HEALTH: COVIDEX Clinical Trial To start in two weeks

Prof Patrick Ogwanga, the brains behind COVIDEX in an interview. (FILE PHOTO)

Kampala | RedPepper Digital – There has been a cloud surrounding what has deemed Uganda’s gateway to fighting the COVID-19 pandemic; the wait is over. Trials of COVID-19 are set to start.

Clinical pharmacist and developer of CovidexPatrick Ogwang, has revealed that plans are underway to start clinical trials for Covidex in two weeks.

Speaking to this website on Tuesday, Prof Ogwang said the trial for the supportive treatment drug for Covid-19 or managing related symptoms will be done by independent experts from Makerere and Mbarara universities.

Currently, the alternative treatment drug and other similar drugs have only been approved for emergency use as they await clinical trials.

Prof Ogwang also revealed that they have increased their production capacity from 5,000 per day to 100,000 bottles per day, saying this will be helpful in combatting the Covid-19 in light of the looming third wave of the pandemic.

Dr Alice Lamwaka, the lead developer of Covilyce-1, another herbal remedy being used as a supportive treatment for Covid-19, said they are still waiting for funds from the government to undertake the clinical trial.

She said the existing clinical trial procedures may not work for herbal medicines because they are dove-tailed for synthetic medicines.

“Conventional [synthetic] medicines have only one chemical component that will be followed all through but in one herbal medicine, you have [active ingredients] like alkaloids, flavonoids and saponins all with different activities. Applying the Western-based sciences to herbal medicines, therefore, presents a complex set of challenges,” she said.

Meanwhile, Dr Monica Musenero, the minister of Science, Technology and Innovations, has announced that the money for clinical trials for Covid-19 herbal medicines that the President promised, is being processed and will be availed.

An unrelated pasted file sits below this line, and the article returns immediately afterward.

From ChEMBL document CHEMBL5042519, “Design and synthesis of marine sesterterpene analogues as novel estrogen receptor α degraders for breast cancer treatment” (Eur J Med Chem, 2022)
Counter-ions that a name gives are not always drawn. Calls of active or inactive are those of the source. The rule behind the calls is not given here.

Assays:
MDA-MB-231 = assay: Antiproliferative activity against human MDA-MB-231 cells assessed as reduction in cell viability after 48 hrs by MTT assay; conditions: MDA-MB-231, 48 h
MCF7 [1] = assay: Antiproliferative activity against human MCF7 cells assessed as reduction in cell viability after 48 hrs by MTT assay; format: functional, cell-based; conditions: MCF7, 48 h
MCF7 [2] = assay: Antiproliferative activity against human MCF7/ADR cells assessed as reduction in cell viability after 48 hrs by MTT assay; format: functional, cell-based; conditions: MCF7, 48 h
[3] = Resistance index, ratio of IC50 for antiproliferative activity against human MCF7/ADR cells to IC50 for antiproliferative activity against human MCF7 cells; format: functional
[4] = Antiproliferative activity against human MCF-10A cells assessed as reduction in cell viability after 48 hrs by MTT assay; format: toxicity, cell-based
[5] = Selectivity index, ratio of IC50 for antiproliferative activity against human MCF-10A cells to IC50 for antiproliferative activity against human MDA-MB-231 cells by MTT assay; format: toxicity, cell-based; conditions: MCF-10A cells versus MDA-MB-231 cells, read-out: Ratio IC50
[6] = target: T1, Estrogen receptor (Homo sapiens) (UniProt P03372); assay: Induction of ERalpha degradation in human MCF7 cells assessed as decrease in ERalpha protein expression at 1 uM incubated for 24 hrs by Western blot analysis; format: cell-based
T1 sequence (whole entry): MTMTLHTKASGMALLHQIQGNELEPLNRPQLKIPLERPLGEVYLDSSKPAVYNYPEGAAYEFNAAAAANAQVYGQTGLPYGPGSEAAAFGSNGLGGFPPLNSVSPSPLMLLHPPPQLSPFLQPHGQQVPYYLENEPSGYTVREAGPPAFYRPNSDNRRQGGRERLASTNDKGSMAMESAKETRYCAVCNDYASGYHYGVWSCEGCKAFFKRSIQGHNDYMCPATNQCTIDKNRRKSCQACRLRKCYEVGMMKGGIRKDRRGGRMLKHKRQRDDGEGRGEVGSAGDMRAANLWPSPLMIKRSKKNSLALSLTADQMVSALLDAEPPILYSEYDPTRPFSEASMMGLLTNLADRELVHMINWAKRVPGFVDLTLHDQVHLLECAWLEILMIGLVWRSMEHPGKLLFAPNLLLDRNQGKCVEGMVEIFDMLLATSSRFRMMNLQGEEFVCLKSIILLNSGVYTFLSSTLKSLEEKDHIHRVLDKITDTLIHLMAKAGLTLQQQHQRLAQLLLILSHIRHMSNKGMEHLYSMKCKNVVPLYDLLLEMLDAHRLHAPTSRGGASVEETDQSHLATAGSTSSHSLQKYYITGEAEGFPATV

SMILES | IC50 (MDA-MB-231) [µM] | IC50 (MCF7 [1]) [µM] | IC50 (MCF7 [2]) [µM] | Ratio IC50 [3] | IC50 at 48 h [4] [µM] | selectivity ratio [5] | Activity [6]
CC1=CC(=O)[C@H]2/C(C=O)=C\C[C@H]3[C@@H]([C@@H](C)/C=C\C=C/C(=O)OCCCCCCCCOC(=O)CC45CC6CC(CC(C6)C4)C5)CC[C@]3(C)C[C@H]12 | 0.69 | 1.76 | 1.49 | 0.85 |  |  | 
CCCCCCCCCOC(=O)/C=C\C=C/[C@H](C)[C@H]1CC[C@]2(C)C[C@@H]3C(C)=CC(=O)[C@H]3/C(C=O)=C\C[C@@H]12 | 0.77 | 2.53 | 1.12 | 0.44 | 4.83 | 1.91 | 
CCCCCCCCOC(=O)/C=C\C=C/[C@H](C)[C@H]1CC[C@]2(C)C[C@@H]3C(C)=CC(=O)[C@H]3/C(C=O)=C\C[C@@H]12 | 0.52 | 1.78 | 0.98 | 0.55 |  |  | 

While marking the 19th African Traditional Medicine Day in Kampala on Tuesday, Dr Munsenero said they have developed a customised clinical trial procedure that will be finalised and shared with developers of herbal medicines.

She also told the scientists that government had developed clear plans to ensure traditional medicine is treated as conventional drugs in healthcare.

The minister revealed that they are planning to set up a specialised centre for clinical trials at Mulago National Referral Hospital in Kampala.

Dr Robert Balikudedembe, the deputy principal investigator for UBV-01N, the herbal remedy developed by Natural Chemotherapeutics Research Institute (NCRI) of the Ministry of Health, said the trial for their product at Mulago hospital has been completed.

“We are doing data analysis at the moment and the report will be out soon,” he said.

The trial was launched by President Museveni in January and the product was tested in 124 Covid-19 patients.

Dr Sam Okware, the director-general of Uganda National Health Research Organisation, said there is a need for increased advocacy to “mitigate medico-centric tendencies from the mainstream Western medicine.

“Traditional healers must be willing to share knowledge through appropriate apprenticeship. Medical schools are good entry points for the introduction of aspects of alternative and complementary medicine. Universities should develop departments for traditional medicine work,” he said.

Prof Ogwang said there is need to start teaching traditional medicine at the primary level of education.

Currently, NCRI, National Drug Authority (NDA), alongside the Education ministry, have come up with courses where herbalists are trained to have basic medical knowledge and good manufacturing practices.

Dr Jane Ruth Aceng, the Health Minister, told experts that traditional medicines can improve access to universal healthcare and contribute to controlling the Covid-19 outbreak in the country.

“Having traditional medicine, among the priority programmes of Uganda, will position it as one of those to take concrete steps towards the attainment of the Alma-Alta Declaration of 1978 that called on member states of WHO to include traditional medicine in their primary health systems, and to recognise traditional medicine practitioners as health care providers,” she said in a statement.

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